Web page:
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Thanks To Chatbots, You Won't Have To Talk To Co-workers Anymore

Are you sick and tired of talking to your co-workers? Do you wish you could just phone it in without having to chit-chat with them about your weekend? Well, soon you can do just that, thanks to the chatbot!

What is a "chatbot," you ask? Basically, it's a Siri-like app that acts as a human interface -- sort of like when you call an 800-number and repeat yourself five times only to have a cheery, automated voice say, "I'm sorry, I'm still not understanding you" before hanging up.

For example, say you need to call in sick, but you don't want to fake-cough your way to a workplace Oscar nomination over the phone with a real, live, mid-level manager. Unlike a savvy manager, a dumb chatbot can't read between the lines to suspect that you're hoping to play hooky today so you can finally go kayaking!**

As Bloomberg reports:

Starting this July, when customer service employees at are too sick to come to work, they'll tell Mila they're not feeling well using an app on their phones or computers. "I'm sorry to hear that," Mila will respond. After a short exchange about logistics, Mila will send a message to the appropriate manager, who will adjust the employee's schedule. It sounds like a typical interaction with an office assistant. But Mila isn't an assistant. She's a chatbot.

The introverts in the office are going to love these chatbots! The hard-working, human executive assistant who will be going the way of the travel agent, however? Hmm, maybe not so much.

Chatbots have been around for awhile, but now chatbots are making their way into corporate communications. Soon, chatbots will be the personal assistant that pre-orders your cup of coffee, reminds you to buy your significant other a birthday present, and tells you that a co-worker won't be coming in today (because they're kayaking).

You will also be able to message Sassy or Karma or Juicy or whatever to add something to so-and-so's calendar, to look up an invoice copy a co-worker on a status update because you don't like dealing with them directly, ahem.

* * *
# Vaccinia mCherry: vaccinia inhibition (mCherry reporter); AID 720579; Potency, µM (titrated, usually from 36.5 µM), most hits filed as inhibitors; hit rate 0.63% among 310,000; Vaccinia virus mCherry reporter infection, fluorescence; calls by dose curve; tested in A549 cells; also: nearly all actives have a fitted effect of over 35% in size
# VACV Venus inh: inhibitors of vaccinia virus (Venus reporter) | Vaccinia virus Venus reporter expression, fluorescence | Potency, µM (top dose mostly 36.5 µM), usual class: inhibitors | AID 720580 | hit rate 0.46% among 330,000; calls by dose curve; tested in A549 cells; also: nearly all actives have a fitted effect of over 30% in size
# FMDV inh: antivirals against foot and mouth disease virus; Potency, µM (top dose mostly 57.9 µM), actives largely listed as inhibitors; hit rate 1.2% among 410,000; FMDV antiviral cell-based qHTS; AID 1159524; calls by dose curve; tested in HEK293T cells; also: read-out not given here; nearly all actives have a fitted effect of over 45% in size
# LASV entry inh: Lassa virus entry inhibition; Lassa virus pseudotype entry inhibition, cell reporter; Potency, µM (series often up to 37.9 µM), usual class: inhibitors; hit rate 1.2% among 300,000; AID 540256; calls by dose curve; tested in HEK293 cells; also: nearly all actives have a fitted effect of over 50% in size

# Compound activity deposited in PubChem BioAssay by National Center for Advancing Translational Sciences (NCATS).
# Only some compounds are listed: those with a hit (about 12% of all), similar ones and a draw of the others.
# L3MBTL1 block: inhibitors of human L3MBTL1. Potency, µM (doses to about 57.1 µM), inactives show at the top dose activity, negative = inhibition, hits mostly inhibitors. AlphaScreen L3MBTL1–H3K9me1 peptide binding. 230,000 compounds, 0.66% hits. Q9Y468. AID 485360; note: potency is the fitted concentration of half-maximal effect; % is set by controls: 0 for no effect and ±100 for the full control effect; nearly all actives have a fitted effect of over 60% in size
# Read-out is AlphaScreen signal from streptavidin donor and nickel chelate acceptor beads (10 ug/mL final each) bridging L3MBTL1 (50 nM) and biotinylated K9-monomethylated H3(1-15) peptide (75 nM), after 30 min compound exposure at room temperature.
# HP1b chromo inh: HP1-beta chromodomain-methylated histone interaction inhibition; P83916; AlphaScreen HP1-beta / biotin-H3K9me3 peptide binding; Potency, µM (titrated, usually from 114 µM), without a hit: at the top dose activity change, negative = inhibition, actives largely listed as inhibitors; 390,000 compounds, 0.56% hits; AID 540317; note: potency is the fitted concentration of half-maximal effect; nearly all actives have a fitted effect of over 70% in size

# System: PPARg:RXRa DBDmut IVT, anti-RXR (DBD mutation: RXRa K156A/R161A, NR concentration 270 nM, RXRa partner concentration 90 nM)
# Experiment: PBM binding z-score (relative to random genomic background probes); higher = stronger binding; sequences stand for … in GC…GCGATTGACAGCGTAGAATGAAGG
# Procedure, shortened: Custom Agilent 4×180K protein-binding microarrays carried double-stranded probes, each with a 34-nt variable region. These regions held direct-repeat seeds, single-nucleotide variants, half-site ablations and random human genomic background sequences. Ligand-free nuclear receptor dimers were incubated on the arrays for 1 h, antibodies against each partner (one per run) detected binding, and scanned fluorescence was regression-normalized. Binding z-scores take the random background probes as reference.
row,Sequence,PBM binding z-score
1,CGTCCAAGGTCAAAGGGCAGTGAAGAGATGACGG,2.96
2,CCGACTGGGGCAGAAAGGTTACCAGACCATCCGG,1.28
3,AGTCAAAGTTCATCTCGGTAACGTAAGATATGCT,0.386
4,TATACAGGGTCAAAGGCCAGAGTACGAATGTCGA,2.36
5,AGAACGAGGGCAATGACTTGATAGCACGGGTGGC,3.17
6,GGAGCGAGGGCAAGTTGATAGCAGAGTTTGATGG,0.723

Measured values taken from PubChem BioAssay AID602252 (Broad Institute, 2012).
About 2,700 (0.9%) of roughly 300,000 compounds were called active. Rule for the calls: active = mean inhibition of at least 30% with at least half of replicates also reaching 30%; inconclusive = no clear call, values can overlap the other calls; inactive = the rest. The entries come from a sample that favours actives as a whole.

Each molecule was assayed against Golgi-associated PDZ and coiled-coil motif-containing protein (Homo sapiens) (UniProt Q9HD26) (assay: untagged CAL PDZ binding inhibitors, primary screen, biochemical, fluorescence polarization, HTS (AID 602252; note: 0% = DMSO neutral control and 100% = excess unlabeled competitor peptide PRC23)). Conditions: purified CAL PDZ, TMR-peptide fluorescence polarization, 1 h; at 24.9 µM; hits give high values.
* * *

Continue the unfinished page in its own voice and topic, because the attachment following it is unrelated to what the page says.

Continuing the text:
Thanks for interfacing with my annoying co-worker, Sassy, so I don't have to do it anymore!

Employers, of course, hope the chatbot will make communication easier, faster and cheaper in a work world where virtual communication is king. But what price will be exacted on employee communication patterns, and general workplace perception? Social media has already ruined our ability to communicate face-to-face, and now we'll have to deal with app-enabled avoidance, too. Will some employees begin to feel like second-class workplace citizens as they quietly keep score on how colleagues communicate with each other?

Wow, Tony always calls or texts YOU personally, but he'll only chatbot with me. What does it all mean!?

On the other hand, chatbots could provide a much-needed buffer between employees and the office chatterbox, the office know-it-all, and the colleague who lacks the confidence to make a decision. (As for the passive-aggressive co-worker, he or she probably wouldn't get back to us anyway, right? At least, not in time to make the deadline.)

Sigh. As chatbots grow more sophisticated, employers of all sizes should be on the lookout for underlying employee morale issues as workers read between the lines to seek out the subtle meaning in chatbot conversations. The human operating system is basic and complex at the same time, and no amount of technological advancement is going to change what's in the manual. But at least your coffee will be ready when you get there, right?

** Any resemblance to real-life millennial co-workers is unintentional, and purely coincidental.


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